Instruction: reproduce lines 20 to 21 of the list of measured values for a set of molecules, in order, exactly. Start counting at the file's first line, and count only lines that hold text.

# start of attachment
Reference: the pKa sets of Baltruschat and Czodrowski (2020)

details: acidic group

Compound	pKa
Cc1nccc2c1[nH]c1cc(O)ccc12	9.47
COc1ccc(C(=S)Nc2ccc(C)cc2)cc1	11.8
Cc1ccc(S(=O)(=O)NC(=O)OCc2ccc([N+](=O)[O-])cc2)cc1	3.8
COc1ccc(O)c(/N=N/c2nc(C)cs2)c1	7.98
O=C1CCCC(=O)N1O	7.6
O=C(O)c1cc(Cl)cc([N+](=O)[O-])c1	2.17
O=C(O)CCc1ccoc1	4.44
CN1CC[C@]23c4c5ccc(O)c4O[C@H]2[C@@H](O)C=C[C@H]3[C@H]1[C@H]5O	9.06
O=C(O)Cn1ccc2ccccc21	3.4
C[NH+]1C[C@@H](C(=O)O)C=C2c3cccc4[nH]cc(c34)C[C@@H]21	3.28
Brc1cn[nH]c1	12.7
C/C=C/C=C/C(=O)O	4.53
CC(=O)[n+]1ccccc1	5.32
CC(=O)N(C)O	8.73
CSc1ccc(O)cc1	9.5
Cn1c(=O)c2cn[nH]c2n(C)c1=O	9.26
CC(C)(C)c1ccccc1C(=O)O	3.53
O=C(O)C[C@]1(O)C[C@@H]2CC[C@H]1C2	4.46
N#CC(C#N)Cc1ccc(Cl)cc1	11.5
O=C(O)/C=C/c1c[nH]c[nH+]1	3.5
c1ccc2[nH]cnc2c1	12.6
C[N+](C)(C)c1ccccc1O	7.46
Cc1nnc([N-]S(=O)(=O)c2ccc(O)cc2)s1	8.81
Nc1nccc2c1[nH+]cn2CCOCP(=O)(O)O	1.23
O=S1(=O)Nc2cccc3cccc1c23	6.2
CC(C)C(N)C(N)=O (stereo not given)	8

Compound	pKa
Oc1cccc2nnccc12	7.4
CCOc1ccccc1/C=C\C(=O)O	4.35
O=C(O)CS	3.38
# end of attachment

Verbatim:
CC(C)(C)c1ccccc1C(=O)O	3.53
O=C(O)C[C@]1(O)C[C@@H]2CC[C@H]1C2	4.46